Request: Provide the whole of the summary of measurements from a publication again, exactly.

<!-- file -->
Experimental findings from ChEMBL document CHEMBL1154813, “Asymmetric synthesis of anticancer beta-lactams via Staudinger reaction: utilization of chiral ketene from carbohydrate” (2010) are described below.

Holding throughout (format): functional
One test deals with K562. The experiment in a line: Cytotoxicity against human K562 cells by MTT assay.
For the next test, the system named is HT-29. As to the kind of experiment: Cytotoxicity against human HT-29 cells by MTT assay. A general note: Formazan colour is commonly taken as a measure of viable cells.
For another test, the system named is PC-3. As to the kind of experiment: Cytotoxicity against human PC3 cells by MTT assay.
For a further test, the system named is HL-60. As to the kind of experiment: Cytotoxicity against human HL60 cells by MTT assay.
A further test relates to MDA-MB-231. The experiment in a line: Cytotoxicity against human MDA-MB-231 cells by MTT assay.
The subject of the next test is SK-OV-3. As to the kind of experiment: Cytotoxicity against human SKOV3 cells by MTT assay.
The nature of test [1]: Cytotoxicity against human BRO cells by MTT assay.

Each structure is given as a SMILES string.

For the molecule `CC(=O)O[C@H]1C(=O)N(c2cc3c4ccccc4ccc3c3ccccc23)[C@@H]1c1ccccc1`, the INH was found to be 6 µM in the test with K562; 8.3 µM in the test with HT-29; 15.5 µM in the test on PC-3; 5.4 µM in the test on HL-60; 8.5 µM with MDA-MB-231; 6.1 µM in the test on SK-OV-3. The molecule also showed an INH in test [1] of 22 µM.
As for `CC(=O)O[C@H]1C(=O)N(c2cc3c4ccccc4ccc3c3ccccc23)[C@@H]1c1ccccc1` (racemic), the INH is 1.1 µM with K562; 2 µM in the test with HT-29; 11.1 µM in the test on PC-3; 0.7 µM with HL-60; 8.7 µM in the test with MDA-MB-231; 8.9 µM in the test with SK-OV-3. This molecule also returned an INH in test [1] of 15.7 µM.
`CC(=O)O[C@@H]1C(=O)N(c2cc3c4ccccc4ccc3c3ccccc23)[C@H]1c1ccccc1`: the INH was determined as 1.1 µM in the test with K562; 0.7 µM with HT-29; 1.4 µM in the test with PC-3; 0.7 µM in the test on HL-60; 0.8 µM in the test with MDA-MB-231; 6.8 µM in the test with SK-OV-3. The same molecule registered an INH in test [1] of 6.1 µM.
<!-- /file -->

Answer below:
Experimental findings from ChEMBL document CHEMBL1154813, “Asymmetric synthesis of anticancer beta-lactams via Staudinger reaction: utilization of chiral ketene from carbohydrate” (2010) are described below.

Holding throughout (format): functional
One test deals with K562. The experiment in a line: Cytotoxicity against human K562 cells by MTT assay.
For the next test, the system named is HT-29. As to the kind of experiment: Cytotoxicity against human HT-29 cells by MTT assay. A general note: Formazan colour is commonly taken as a measure of viable cells.
For another test, the system named is PC-3. As to the kind of experiment: Cytotoxicity against human PC3 cells by MTT assay.
For a further test, the system named is HL-60. As to the kind of experiment: Cytotoxicity against human HL60 cells by MTT assay.
A further test relates to MDA-MB-231. The experiment in a line: Cytotoxicity against human MDA-MB-231 cells by MTT assay.
The subject of the next test is SK-OV-3. As to the kind of experiment: Cytotoxicity against human SKOV3 cells by MTT assay.
The nature of test [1]: Cytotoxicity against human BRO cells by MTT assay.

Each structure is given as a SMILES string.

For the molecule `CC(=O)O[C@H]1C(=O)N(c2cc3c4ccccc4ccc3c3ccccc23)[C@@H]1c1ccccc1`, the INH was found to be 6 µM in the test with K562; 8.3 µM in the test with HT-29; 15.5 µM in the test on PC-3; 5.4 µM in the test on HL-60; 8.5 µM with MDA-MB-231; 6.1 µM in the test on SK-OV-3. The molecule also showed an INH in test [1] of 22 µM.
As for `CC(=O)O[C@H]1C(=O)N(c2cc3c4ccccc4ccc3c3ccccc23)[C@@H]1c1ccccc1` (racemic), the INH is 1.1 µM with K562; 2 µM in the test with HT-29; 11.1 µM in the test on PC-3; 0.7 µM with HL-60; 8.7 µM in the test with MDA-MB-231; 8.9 µM in the test with SK-OV-3. This molecule also returned an INH in test [1] of 15.7 µM.
`CC(=O)O[C@@H]1C(=O)N(c2cc3c4ccccc4ccc3c3ccccc23)[C@H]1c1ccccc1`: the INH was determined as 1.1 µM in the test with K562; 0.7 µM with HT-29; 1.4 µM in the test with PC-3; 0.7 µM in the test on HL-60; 0.8 µM in the test with MDA-MB-231; 6.8 µM in the test with SK-OV-3. The same molecule registered an INH in test [1] of 6.1 µM.